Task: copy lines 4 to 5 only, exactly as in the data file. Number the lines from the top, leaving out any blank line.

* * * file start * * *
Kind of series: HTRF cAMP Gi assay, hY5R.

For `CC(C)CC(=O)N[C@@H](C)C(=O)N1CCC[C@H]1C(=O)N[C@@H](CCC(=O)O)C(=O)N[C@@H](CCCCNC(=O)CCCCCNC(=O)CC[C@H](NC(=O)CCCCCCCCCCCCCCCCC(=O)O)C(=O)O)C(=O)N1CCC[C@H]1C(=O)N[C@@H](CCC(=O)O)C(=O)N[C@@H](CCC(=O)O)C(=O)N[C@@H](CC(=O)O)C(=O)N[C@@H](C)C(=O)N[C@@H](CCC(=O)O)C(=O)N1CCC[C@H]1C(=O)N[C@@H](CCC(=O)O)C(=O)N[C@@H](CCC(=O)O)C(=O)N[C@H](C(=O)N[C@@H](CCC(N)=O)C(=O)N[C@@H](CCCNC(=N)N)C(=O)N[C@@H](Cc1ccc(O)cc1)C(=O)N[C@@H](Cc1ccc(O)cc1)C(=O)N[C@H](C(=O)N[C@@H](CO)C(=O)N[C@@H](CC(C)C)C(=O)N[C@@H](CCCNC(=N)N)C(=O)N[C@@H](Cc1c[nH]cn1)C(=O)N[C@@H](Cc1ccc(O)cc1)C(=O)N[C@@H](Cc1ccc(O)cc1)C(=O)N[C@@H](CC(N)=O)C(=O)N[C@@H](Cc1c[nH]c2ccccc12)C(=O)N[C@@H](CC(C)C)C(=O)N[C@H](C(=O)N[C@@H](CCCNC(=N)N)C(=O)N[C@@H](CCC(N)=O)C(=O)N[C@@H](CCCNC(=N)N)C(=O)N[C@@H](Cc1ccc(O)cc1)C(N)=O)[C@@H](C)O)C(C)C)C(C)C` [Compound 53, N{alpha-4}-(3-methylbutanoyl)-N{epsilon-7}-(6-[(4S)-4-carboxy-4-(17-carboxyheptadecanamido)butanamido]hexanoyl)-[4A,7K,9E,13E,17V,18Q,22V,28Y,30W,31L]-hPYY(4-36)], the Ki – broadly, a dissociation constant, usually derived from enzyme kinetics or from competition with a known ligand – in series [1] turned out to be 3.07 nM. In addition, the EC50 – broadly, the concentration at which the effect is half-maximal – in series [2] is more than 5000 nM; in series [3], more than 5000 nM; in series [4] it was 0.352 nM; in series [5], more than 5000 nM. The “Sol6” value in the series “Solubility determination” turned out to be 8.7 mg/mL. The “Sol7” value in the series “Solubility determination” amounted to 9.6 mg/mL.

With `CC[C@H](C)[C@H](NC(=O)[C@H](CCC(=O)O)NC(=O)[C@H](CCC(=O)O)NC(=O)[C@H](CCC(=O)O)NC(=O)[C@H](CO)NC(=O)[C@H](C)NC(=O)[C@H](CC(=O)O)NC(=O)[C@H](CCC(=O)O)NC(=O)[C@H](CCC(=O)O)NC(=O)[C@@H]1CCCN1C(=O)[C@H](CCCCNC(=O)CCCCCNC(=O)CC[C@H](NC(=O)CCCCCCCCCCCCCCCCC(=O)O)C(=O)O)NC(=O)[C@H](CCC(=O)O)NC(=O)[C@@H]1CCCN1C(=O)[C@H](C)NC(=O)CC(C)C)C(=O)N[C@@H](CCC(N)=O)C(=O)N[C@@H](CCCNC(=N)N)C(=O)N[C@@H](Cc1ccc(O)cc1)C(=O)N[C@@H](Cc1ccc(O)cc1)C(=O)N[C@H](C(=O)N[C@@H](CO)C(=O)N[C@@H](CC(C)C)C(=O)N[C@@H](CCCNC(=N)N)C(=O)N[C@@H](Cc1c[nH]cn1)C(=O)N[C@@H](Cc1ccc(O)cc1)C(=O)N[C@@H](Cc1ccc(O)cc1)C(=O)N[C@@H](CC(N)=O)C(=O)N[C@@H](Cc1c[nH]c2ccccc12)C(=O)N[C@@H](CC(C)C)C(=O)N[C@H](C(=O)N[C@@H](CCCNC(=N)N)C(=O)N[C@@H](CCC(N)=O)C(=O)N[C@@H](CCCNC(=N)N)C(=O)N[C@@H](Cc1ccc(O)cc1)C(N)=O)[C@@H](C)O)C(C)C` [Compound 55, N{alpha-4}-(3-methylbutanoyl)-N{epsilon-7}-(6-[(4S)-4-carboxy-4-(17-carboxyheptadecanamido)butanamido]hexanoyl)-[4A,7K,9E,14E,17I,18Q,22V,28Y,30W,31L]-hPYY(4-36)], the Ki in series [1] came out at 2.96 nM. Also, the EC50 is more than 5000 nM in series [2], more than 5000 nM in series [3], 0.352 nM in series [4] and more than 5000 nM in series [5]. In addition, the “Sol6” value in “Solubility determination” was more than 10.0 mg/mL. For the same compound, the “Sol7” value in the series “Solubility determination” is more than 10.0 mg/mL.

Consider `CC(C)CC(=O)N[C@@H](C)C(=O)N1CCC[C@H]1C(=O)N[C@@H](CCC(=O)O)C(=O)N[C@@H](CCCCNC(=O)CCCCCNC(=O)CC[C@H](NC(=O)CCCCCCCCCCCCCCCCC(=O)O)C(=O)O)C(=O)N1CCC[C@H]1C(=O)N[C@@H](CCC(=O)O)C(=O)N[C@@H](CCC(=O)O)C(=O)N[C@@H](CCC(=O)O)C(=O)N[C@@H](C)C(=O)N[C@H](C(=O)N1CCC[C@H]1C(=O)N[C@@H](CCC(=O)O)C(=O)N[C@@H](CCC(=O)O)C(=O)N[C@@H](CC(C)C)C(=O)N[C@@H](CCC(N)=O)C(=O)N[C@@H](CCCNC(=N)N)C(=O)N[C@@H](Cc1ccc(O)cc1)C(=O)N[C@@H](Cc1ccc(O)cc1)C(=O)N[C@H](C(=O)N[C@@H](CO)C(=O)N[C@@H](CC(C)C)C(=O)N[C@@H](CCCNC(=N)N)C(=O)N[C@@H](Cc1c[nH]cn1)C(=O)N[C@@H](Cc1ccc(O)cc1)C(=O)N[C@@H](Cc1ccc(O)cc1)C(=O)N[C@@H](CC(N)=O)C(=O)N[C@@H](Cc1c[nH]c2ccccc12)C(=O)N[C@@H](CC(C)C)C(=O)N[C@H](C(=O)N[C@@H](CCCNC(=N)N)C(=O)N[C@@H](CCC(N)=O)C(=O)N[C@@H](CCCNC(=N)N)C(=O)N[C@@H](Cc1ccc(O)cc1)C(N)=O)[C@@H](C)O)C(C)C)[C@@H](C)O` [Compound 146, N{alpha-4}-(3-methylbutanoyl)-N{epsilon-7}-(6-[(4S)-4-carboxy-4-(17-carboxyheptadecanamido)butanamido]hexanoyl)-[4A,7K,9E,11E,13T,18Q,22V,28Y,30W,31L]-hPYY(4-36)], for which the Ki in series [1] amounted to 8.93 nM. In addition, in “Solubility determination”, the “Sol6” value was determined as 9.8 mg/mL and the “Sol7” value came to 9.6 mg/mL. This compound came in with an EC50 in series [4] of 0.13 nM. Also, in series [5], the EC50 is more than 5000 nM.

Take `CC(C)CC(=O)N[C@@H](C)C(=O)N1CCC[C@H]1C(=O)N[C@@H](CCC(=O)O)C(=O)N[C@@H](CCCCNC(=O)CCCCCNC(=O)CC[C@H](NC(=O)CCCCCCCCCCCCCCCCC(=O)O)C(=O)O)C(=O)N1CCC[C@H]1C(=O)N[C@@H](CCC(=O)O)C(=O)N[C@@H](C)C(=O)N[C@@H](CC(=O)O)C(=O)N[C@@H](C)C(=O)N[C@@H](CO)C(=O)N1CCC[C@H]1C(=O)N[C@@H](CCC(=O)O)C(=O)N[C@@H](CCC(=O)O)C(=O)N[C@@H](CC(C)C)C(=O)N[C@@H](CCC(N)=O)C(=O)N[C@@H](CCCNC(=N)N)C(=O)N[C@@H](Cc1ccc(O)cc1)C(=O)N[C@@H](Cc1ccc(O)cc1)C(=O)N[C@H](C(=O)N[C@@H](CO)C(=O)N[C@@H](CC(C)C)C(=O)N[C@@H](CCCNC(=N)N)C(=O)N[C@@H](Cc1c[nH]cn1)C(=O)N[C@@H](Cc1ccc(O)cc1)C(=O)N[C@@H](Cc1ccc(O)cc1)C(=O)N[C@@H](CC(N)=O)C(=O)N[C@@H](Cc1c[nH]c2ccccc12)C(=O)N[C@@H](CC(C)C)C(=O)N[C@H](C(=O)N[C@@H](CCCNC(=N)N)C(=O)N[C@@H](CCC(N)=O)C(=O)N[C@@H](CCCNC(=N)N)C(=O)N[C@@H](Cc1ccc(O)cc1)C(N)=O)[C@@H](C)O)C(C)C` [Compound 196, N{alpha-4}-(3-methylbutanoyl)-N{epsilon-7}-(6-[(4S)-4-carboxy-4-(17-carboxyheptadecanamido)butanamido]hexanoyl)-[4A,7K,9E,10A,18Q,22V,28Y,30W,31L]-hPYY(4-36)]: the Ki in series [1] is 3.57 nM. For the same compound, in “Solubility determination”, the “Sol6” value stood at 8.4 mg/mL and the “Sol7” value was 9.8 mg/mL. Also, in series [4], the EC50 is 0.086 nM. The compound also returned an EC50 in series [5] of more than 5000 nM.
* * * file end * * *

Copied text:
Consider `CC(C)CC(=O)N[C@@H](C)C(=O)N1CCC[C@H]1C(=O)N[C@@H](CCC(=O)O)C(=O)N[C@@H](CCCCNC(=O)CCCCCNC(=O)CC[C@H](NC(=O)CCCCCCCCCCCCCCCCC(=O)O)C(=O)O)C(=O)N1CCC[C@H]1C(=O)N[C@@H](CCC(=O)O)C(=O)N[C@@H](CCC(=O)O)C(=O)N[C@@H](CCC(=O)O)C(=O)N[C@@H](C)C(=O)N[C@H](C(=O)N1CCC[C@H]1C(=O)N[C@@H](CCC(=O)O)C(=O)N[C@@H](CCC(=O)O)C(=O)N[C@@H](CC(C)C)C(=O)N[C@@H](CCC(N)=O)C(=O)N[C@@H](CCCNC(=N)N)C(=O)N[C@@H](Cc1ccc(O)cc1)C(=O)N[C@@H](Cc1ccc(O)cc1)C(=O)N[C@H](C(=O)N[C@@H](CO)C(=O)N[C@@H](CC(C)C)C(=O)N[C@@H](CCCNC(=N)N)C(=O)N[C@@H](Cc1c[nH]cn1)C(=O)N[C@@H](Cc1ccc(O)cc1)C(=O)N[C@@H](Cc1ccc(O)cc1)C(=O)N[C@@H](CC(N)=O)C(=O)N[C@@H](Cc1c[nH]c2ccccc12)C(=O)N[C@@H](CC(C)C)C(=O)N[C@H](C(=O)N[C@@H](CCCNC(=N)N)C(=O)N[C@@H](CCC(N)=O)C(=O)N[C@@H](CCCNC(=N)N)C(=O)N[C@@H](Cc1ccc(O)cc1)C(N)=O)[C@@H](C)O)C(C)C)[C@@H](C)O` [Compound 146, N{alpha-4}-(3-methylbutanoyl)-N{epsilon-7}-(6-[(4S)-4-carboxy-4-(17-carboxyheptadecanamido)butanamido]hexanoyl)-[4A,7K,9E,11E,13T,18Q,22V,28Y,30W,31L]-hPYY(4-36)], for which the Ki in series [1] amounted to 8.93 nM. In addition, in “Solubility determination”, the “Sol6” value was determined as 9.8 mg/mL and the “Sol7” value came to 9.6 mg/mL. This compound came in with an EC50 in series [4] of 0.13 nM. Also, in series [5], the EC50 is more than 5000 nM.

Take `CC(C)CC(=O)N[C@@H](C)C(=O)N1CCC[C@H]1C(=O)N[C@@H](CCC(=O)O)C(=O)N[C@@H](CCCCNC(=O)CCCCCNC(=O)CC[C@H](NC(=O)CCCCCCCCCCCCCCCCC(=O)O)C(=O)O)C(=O)N1CCC[C@H]1C(=O)N[C@@H](CCC(=O)O)C(=O)N[C@@H](C)C(=O)N[C@@H](CC(=O)O)C(=O)N[C@@H](C)C(=O)N[C@@H](CO)C(=O)N1CCC[C@H]1C(=O)N[C@@H](CCC(=O)O)C(=O)N[C@@H](CCC(=O)O)C(=O)N[C@@H](CC(C)C)C(=O)N[C@@H](CCC(N)=O)C(=O)N[C@@H](CCCNC(=N)N)C(=O)N[C@@H](Cc1ccc(O)cc1)C(=O)N[C@@H](Cc1ccc(O)cc1)C(=O)N[C@H](C(=O)N[C@@H](CO)C(=O)N[C@@H](CC(C)C)C(=O)N[C@@H](CCCNC(=N)N)C(=O)N[C@@H](Cc1c[nH]cn1)C(=O)N[C@@H](Cc1ccc(O)cc1)C(=O)N[C@@H](Cc1ccc(O)cc1)C(=O)N[C@@H](CC(N)=O)C(=O)N[C@@H](Cc1c[nH]c2ccccc12)C(=O)N[C@@H](CC(C)C)C(=O)N[C@H](C(=O)N[C@@H](CCCNC(=N)N)C(=O)N[C@@H](CCC(N)=O)C(=O)N[C@@H](CCCNC(=N)N)C(=O)N[C@@H](Cc1ccc(O)cc1)C(N)=O)[C@@H](C)O)C(C)C` [Compound 196, N{alpha-4}-(3-methylbutanoyl)-N{epsilon-7}-(6-[(4S)-4-carboxy-4-(17-carboxyheptadecanamido)butanamido]hexanoyl)-[4A,7K,9E,10A,18Q,22V,28Y,30W,31L]-hPYY(4-36)]: the Ki in series [1] is 3.57 nM. For the same compound, in “Solubility determination”, the “Sol6” value stood at 8.4 mg/mL and the “Sol7” value was 9.8 mg/mL. Also, in series [4], the EC50 is 0.086 nM. The compound also returned an EC50 in series [5] of more than 5000 nM.